The government helped to create a monopoly on tobacco farms by forcing small growers to diversify their crops and to sell their tobacco interests to the three or four large corporations in this country that own a majority of tobacco farms in the US. The poor got poorer, and the rich got richer.
There is also increased competition from third world growers who supply the majority of tobacco in the market today. BAT and Phillip Morris would rather pay some migrant farmer in Zimbabwe three cents a pound for his tobacco than to pay some Kentucky statesman three dollars a pound. The United States has gone from producing 90% of the world's tobacco to producing less than 10% today.
Will we react to the government the way our ancestors did, by attempting to burn down the White House or rioting in the streets of Washington, DC? Will we rebel against unfair taxation by declaring our independance from the tyrants who try to keep us in line by telling us what is best for us, through unfair taxation and tobacco importation bans? Go back and re-read Adam Smith's quote above, and tell me that he isn't speaking directly to the Ted Kennedys and Hillary Clintons and Henry Waxmans and Barack Obamas of today.
I'm certainly not advocating violence against our lawmakers, but they seem to have conveniently forgotten such trivial events as the American Revolution, the War of 1812, the Battle of little Bighorn, the Alamo, the Civil War, and the Civil Rights Movement of the 1960's. America has always defended her freedom with the blood of her patriots, and only time will tell what the spark will be that will ignite the next uprising. If you look back chronologically, we're due for such a revolution any day now.
Americans have tired of being told what is best for them. The same people whom we have elected as our servants have embraced this parallel fantasy world where we have become once again not citizens, but subjects. Their revisionist history paints our founding fathers as a bunch of atheist slavemasters who certainly never intended for us to own guns or recite prayer in school. They view the Constitution and Bill of Rights with equal disdain, insisting that either one is so flawed a document that neither should have any bearing on the America of today.
The absolute authority of the federal government and the unquestionable actions of its legislators have seemingly ushered us back into a Draconian society that mirrors the European Middle Ages. Where exactly do we go from there? George Bernard Shaw wrote that "we learn from history that we learn nothing from history." This is obvious, for we are repetitiously doomed to recycle our past for the benefit of the greater good.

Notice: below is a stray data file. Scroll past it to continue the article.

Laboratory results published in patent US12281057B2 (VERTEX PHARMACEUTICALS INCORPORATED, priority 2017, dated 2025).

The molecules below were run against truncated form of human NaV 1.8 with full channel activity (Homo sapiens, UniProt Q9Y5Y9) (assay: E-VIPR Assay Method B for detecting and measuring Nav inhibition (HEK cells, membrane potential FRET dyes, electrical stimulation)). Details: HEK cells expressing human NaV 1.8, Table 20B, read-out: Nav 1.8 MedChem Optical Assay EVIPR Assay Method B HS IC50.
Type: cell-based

The Future... and Zombies?
But, with the technological advances and social strides we have made in the ensuing decades, have we not created a new Age of Enlightenment? Many would say "yes"- and then quickly add that tobacco has no function in this brave new world. Some would have you believe that the original Age of Enlightenment was anything but- that it was a period marked with bloody wars and violent revolutions that did little to advance the human race. They would probably blame tobacco for a lot of the problems that occurred back then.
Then there are those few errant souls that believe that tobacco was a catalyst that helped spark the Age of Enlightenment, and still has a place in today's society. We know more about science now than at any time in our development, and we know that tobacco can be used safely and at a level of risk that is so low that it makes eating fried chicken look like shooting heroin. We are known as snusers, and whether the politicos want to hear it or not, our voices will boom from every direction.
I know that it has become somewhat of a cliche to say this, but if the founding fathers and patriots were alive to see that all that they fought and died for was in vain, they would not only roll over in their grave, but their reanimated zombie corpses would rise from the earth and march onto the Capital, and feast upon the brains of all those politicians that think that the general populace needs to be told what to spend their money on and to be "kept in line for their own good." They would recognize it as the same sort of corrupt ideology that they purged from this great land in their own time, and Zombie Washington, Zombie Franklin, Zombie Jefferson, and Zombie Adams would probably return to their homesteads and do what they did best (when they weren't busy starting a country): growing, using, and defending tobacco- as well as the rights of those who use it.
As Tobacco and American History Repeat Themselves,
The World According to Feck
Writing for SnusCENTRAL.org